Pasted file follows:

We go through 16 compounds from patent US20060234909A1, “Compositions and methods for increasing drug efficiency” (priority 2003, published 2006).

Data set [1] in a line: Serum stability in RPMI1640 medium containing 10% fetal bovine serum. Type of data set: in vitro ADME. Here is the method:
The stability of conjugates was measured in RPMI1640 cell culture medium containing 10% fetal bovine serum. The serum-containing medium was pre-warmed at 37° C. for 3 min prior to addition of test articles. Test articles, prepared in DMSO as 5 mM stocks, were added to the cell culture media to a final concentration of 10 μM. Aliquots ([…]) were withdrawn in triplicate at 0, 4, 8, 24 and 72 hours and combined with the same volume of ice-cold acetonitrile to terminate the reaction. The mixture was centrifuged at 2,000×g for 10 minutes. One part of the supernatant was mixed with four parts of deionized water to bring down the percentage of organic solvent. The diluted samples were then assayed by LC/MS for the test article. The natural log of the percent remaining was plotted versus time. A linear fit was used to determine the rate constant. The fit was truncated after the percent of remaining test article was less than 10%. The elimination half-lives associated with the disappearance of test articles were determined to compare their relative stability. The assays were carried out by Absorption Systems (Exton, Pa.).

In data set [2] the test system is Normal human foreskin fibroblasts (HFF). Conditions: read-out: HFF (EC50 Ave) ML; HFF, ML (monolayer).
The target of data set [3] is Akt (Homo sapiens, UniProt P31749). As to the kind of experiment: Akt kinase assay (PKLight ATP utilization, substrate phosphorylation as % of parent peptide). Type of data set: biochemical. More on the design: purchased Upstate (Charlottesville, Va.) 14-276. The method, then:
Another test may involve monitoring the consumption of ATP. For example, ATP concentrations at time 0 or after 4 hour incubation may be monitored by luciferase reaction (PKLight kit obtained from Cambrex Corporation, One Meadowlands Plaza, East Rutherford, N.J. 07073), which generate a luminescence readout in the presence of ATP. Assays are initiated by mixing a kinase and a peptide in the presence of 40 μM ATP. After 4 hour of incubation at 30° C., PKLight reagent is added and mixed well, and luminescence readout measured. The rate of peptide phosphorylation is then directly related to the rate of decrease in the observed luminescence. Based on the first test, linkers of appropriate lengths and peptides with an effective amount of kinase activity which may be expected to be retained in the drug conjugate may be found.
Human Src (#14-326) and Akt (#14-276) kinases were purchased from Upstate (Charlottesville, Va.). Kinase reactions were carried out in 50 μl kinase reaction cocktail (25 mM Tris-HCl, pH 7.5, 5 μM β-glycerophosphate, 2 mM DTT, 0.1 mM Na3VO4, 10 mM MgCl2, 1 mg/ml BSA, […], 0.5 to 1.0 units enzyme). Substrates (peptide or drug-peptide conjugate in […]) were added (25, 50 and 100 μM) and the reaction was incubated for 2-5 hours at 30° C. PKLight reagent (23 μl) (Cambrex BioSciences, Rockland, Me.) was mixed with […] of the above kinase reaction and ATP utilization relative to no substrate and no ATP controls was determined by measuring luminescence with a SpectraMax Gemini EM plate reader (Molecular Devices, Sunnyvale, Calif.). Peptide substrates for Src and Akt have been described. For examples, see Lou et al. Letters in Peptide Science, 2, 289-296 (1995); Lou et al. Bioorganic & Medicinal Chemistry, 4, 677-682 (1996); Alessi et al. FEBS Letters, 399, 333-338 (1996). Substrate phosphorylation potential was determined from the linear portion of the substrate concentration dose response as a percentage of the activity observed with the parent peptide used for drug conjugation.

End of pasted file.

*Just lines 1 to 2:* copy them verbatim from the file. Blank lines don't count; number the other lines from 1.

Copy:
We go through 16 compounds from patent US20060234909A1, “Compositions and methods for increasing drug efficiency” (priority 2003, published 2006).

Data set [1] in a line: Serum stability in RPMI1640 medium containing 10% fetal bovine serum. Type of data set: in vitro ADME. Here is the method: